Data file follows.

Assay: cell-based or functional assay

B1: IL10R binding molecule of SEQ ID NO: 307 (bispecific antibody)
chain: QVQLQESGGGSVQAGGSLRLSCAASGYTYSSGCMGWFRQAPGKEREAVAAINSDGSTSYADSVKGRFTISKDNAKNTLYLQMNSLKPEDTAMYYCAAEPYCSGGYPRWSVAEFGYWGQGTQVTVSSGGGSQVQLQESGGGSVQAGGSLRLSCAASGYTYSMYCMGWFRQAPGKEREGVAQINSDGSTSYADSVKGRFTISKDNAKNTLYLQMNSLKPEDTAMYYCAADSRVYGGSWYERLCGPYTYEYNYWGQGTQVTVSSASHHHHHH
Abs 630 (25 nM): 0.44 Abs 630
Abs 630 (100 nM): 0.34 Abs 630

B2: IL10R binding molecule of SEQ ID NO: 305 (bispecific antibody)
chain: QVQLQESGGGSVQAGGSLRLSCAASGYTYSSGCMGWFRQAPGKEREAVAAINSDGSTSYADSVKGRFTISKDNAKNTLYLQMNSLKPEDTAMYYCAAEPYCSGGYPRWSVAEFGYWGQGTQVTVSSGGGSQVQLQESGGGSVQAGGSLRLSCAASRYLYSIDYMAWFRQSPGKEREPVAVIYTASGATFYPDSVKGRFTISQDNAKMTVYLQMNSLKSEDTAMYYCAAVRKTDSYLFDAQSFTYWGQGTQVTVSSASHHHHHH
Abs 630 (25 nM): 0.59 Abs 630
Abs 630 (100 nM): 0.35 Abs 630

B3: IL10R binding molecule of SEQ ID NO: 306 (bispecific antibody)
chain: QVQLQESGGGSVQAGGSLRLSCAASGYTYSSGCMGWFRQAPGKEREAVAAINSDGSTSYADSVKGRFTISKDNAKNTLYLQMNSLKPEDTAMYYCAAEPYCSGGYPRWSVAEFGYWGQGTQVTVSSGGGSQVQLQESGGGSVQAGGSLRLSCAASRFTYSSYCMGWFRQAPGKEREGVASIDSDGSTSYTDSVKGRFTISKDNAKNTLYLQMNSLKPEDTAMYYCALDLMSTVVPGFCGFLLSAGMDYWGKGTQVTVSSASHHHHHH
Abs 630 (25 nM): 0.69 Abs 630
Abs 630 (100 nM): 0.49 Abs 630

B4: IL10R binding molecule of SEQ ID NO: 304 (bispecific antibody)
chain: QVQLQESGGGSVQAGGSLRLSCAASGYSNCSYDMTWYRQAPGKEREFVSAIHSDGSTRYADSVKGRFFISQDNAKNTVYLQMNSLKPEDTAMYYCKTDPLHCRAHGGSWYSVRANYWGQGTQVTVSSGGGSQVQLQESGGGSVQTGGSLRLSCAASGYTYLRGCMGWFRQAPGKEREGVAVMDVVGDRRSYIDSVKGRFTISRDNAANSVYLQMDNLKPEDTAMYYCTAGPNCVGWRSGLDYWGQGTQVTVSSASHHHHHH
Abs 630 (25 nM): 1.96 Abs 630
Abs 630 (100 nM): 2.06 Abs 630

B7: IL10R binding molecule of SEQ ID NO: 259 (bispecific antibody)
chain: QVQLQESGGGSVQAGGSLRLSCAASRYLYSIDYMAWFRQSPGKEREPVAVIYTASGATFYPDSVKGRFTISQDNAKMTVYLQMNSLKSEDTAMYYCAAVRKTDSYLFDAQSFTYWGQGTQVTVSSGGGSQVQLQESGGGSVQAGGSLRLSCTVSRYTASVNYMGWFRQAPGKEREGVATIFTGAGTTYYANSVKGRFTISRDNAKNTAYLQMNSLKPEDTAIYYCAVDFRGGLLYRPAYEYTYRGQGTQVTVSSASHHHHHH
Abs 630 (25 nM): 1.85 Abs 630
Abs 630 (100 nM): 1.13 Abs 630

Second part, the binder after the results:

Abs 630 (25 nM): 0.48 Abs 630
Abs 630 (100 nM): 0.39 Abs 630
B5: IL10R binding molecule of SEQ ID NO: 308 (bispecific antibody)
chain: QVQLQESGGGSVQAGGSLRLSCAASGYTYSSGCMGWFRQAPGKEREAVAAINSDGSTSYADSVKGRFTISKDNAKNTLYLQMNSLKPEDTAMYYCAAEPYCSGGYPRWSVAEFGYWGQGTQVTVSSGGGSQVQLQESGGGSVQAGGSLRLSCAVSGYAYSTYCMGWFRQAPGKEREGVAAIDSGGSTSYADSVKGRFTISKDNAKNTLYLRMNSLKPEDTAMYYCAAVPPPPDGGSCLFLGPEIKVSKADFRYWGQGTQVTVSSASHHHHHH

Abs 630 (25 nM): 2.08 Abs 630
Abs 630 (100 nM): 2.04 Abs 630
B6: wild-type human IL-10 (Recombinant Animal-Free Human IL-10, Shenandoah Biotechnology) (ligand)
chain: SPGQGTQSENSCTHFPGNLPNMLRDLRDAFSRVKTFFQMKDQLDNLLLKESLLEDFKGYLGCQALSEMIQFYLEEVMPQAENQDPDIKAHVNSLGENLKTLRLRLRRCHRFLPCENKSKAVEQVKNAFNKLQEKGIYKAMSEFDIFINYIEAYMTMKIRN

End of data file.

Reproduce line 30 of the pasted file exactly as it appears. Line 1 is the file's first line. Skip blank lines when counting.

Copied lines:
chain: SPGQGTQSENSCTHFPGNLPNMLRDLRDAFSRVKTFFQMKDQLDNLLLKESLLEDFKGYLGCQALSEMIQFYLEEVMPQAENQDPDIKAHVNSLGENLKTLRLRLRRCHRFLPCENKSKAVEQVKNAFNKLQEKGIYKAMSEFDIFINYIEAYMTMKIRN